In a recent interview, when asked about the secrets to his success and the transformation of General Motors, Mr Akerson said: “Fundamentally I’ve got to run a business that’s gonna turn profits.” This isn’t surprising, given the financial mess the American Big 3 found themselves in recently. However it’s this statement that, at its heart, provides the reason behind the decision: it’s business. However the reason for the rot goes back a long way. Some say it was Holden’s reluctance, along with Ford, to move with demand and provide the vehicles the market and therefore, the public wanted. Akerman said: “It was a perfect storm of negative influences which include the sustained strength of the Australian dollar, high cost of production, small domestic market and arguably the most competitive and fragmented auto market in the world”. Others say the high cost of living in Australia, the required amount of wages conspiring with a shift to a demand for smaller cars (and, some will argue, better quality) and SUVs alike up against the cost of manufacturing and the unsustainable losses on each Australian built car, are to do with the end result.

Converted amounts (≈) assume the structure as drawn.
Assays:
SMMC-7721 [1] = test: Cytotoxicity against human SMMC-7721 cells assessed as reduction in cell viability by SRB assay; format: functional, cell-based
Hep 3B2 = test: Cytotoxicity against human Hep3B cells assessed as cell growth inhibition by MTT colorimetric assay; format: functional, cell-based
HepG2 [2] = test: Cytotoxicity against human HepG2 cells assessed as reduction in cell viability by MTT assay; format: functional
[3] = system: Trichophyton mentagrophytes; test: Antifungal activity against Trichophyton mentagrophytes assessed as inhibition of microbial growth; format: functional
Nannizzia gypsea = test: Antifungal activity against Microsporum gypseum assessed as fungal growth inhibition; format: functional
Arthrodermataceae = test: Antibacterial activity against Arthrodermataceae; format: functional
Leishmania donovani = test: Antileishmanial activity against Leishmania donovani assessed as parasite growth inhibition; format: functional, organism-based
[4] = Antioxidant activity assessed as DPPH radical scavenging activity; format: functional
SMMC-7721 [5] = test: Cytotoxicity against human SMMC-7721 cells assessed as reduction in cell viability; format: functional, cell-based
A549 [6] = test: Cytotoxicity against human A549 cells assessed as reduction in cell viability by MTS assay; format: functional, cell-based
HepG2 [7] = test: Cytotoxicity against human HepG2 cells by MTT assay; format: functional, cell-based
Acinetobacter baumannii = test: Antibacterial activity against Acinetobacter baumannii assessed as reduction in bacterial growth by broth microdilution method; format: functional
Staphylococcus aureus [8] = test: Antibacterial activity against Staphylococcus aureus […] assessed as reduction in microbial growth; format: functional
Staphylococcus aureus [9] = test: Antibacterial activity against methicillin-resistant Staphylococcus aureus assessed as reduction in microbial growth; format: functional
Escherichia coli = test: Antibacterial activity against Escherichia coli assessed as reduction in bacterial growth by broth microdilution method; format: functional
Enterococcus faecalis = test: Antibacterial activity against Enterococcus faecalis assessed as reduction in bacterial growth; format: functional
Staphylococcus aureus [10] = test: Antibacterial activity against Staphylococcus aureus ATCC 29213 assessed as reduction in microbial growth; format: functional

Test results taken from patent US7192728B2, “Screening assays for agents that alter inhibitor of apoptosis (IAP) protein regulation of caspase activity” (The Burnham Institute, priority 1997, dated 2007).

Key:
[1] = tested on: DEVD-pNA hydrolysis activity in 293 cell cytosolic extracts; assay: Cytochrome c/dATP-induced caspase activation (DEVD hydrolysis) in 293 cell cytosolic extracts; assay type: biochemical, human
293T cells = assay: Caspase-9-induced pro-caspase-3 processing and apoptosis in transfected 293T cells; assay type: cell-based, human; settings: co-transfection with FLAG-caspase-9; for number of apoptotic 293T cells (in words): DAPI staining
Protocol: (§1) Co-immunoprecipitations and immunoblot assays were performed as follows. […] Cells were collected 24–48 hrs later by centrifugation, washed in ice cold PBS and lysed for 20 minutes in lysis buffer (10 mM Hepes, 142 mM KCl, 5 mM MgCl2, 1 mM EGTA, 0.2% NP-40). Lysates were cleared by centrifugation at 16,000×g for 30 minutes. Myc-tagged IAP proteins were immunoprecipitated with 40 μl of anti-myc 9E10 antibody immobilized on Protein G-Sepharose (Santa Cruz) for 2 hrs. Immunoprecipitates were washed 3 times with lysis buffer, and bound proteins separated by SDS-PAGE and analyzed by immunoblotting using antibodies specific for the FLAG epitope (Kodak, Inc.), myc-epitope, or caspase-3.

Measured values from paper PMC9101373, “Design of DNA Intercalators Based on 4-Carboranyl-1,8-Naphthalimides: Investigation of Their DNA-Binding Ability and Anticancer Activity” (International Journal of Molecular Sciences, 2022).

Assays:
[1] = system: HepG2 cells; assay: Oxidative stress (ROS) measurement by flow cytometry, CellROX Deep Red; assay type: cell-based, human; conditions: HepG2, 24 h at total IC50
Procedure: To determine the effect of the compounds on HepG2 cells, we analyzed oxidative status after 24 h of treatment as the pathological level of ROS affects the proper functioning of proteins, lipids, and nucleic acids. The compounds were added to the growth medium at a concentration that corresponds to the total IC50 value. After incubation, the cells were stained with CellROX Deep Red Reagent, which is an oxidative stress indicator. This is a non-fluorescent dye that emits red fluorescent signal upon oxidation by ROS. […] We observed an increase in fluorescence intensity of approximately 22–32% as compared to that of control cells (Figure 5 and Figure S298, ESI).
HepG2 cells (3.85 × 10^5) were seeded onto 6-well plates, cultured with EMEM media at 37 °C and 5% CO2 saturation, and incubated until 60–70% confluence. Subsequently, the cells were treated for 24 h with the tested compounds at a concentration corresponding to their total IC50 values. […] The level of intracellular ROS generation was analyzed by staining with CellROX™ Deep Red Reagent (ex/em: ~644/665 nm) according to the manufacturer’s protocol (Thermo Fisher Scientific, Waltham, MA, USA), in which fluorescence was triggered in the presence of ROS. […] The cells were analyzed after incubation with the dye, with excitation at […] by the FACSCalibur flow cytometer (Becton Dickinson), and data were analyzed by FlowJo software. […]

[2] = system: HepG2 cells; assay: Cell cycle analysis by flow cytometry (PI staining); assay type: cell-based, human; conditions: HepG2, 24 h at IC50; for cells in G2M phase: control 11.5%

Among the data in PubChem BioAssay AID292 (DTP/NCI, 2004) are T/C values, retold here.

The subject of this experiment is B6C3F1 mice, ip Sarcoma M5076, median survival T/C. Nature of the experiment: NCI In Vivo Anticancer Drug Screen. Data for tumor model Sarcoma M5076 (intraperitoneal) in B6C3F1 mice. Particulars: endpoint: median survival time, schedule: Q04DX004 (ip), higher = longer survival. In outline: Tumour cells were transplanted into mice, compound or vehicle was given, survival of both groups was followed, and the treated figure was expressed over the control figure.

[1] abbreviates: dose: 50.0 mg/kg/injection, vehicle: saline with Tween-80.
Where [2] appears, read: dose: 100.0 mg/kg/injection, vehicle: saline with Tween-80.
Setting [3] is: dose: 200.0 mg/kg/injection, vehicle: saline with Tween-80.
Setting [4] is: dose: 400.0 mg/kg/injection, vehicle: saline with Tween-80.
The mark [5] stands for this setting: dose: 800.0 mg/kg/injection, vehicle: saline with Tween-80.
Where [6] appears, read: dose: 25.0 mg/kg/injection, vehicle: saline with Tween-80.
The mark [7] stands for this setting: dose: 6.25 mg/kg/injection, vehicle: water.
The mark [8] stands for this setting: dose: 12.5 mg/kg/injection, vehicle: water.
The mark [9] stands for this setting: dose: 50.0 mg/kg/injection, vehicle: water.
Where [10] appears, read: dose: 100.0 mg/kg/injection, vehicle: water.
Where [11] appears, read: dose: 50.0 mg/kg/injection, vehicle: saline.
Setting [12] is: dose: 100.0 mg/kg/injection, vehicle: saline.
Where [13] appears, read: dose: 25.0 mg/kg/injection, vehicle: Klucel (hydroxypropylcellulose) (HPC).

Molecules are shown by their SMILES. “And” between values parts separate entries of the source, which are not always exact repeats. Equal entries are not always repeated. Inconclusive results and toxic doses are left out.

From here, there’s an economic cost,with figures of around $21 billion being thrown around. There’s the human cost, not just the 2900 or so workers directly affected but those in associated automotive industries, the suppliers and parts manufacturers, to the car and courier and truck drivers plus local businesses that depended on the workers spending their dollars with them, such as the humble sandwich bar and local pubs where workers may go for a frothy after a shift.
With a large range of cars available to cater for all parts of the market, Holden certainly ticks the boxes for diversity; the Commodore (enjoying a sales resurgence and, somewhat ironically, getting rave reviews in the US), the Malibu, Cruze, Colorado, Barina and Trax but with just the Commodore built almost start to finish here whilst the Cruze is assembled here, the costs to build were being swamped by the relatively low sales numbers in a market comparatively miniscule on a world scale.
Sadly, regardless of the debate, it’s a done decision and unless something truly miraculous happens, come 2016 and 2017, where the two separate manufacturing plants finally close, there’ll be many a tear shed, no doubt a few choice words directed at politicians but finally, the doors will close and Holden, after a long and chequered history as a manufacturer, kicking off with the fabled 48-215 through to the iconic catchphrase of “football, meat pies, kangaroos and Holden cars”, down to the classy VF Commodore, will be lion down.